KELOWNA - The Interior’s largest city is once again in the crime spotlight courtesy of Statistics Canada, this time being singled out as home to the second-highest rate of drunk drivers per capita among major urban centres across the country in 2015.
In a report out today, Stats Can identified Kelowna as having 323 impaired driving incident per 100,000 population, second only to St. John’s with 441 and just higher than Regina at 311.
But the bare stats themselves may not tell the entire story. Impaired driving is fairly unique in the Criminal Code of Canada. Crimes like break-ins, assaults, thefts, fraud and other crimes are often initiated by complaints reported to police. These impaired driving stats are police-reported incidents driven almost exclusively from police initiative: Counterattack, roadside campaigns and accident investigations confirming impaired driving.
Kelowna RCMP spokesperson Cpl. Jesse O’Donaghey couldn’t say if the detachment or traffic services section focussed more closely on impaired driving in 2015, but says it’s always a priority.
“High numbers reflect the ongoing and proactive efforts,” O’Donaghey says. “Enforcement is ongoing throughout the calendar year. We will continue with that strong enforcement as we move forward."
It may be more accurate to say these stats on impaired driving don’t show Kelowna, or any other city, has more or fewer drunk drivers than others — it’s an indicator of law enforcement initiative. Police in Kelowna took more impaired drivers off the road. But how police in British Columbia get those drivers off the road is also significant because impaired driving has largely been decriminalized. Since 2010, police have begun to rely heavily on provincial traffic laws that empower them to give immediate roadside prohibitions and the ability to seize vehicles instead of proceeding with criminal charges which can result in jail times and real prosecutions.
The Stats Can report says in 2015, 70 per cent of ‘impaired driving incidents’ garnered criminal charges across the country, down from 9 out of 10 in 1989.
But in B.C., that number falls to 27 per cent of impaired driving incidents cleared by criminal charges as of 2011, the latest stats available. That means fewer than 3 in 10 impaired drivers are charged with crimes. This is one example.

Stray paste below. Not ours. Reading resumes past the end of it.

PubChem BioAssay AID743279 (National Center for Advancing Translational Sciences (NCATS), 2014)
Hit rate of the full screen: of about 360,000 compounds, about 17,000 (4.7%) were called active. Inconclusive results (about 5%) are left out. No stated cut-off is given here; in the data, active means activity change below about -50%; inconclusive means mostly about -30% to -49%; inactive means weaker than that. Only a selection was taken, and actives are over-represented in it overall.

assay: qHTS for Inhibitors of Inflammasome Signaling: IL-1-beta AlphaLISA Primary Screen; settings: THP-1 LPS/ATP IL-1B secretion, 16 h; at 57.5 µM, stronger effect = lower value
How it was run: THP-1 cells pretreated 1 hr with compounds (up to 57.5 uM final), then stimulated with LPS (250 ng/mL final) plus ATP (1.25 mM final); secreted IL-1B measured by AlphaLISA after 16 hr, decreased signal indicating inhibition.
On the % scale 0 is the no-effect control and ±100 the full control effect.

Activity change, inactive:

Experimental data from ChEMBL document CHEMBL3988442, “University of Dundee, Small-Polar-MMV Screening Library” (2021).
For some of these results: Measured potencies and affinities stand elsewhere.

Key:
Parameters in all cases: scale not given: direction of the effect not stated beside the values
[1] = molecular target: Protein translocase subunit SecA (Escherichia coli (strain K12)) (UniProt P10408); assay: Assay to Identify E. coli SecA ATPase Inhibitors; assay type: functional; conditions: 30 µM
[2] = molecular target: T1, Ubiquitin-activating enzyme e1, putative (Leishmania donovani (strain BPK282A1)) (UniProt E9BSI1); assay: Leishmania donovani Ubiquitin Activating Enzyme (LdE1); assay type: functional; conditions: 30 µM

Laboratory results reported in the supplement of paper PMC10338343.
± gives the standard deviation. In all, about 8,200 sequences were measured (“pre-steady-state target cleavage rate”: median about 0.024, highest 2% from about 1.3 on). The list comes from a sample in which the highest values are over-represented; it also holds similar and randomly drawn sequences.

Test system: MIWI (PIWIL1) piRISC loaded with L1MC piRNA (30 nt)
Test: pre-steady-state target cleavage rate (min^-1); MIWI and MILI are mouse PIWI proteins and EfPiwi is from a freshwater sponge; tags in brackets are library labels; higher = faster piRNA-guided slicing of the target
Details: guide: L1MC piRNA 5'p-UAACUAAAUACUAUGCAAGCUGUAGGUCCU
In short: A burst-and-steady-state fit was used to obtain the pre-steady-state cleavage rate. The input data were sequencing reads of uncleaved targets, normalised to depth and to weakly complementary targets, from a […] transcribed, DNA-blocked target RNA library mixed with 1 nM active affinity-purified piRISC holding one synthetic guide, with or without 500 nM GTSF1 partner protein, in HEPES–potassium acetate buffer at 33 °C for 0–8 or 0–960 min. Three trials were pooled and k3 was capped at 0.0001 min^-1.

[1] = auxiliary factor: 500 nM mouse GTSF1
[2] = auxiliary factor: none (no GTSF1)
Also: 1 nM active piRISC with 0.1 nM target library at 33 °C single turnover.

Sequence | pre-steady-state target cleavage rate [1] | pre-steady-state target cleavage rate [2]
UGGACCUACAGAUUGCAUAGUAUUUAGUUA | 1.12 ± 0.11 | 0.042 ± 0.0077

The Kelowna numbers are also likely skewed by its tourism numbers — the population at any given time can be much higher than census figures show.
That Kelowna still remains near the top of the list, however, is still cold comfort.
“It is disturbing that drivers continue to make the decision to drive after drinking,” O’Donaghey says. “We hope this information from Stats Canada will prevent someone from making that tragic decision to pick up their keys and drive."
He also notes that police rely on and encourage members of the public to report suspected drunk drivers whenever possible.
OTHER KEY FACTS ABOUT IMPAIRED DRIVING IN CANADA
MORE IMPAIRED DRIVING IN RURAL AREAS
• 7/10 Canadians live in urban areas, but account for only half the impaired driving incidents
TRY NOT TO DRIVE AFTER 11 P.M.
• Half of all impaired driving incidents are discovered between 11 p.m. and 4 a.m.
• 80 per cent of impaired drivers are men, but overall that number is decreasing. The number of women implicated in impaired driving incidents is up to 20 per cent from just 8 per cent in 1986, though that’s largely because decreases in numbers of men have driven up the percentage.
TEAMS THAT PLAY TOGETHER…
• are more likely to drive home impaired than the average person (7.3 per cent compared to 3.9 per cent of 'inactive individuals'). Golfers, skiers and snowboarders, fishers and bowlers are also more likely to drive while impaired.
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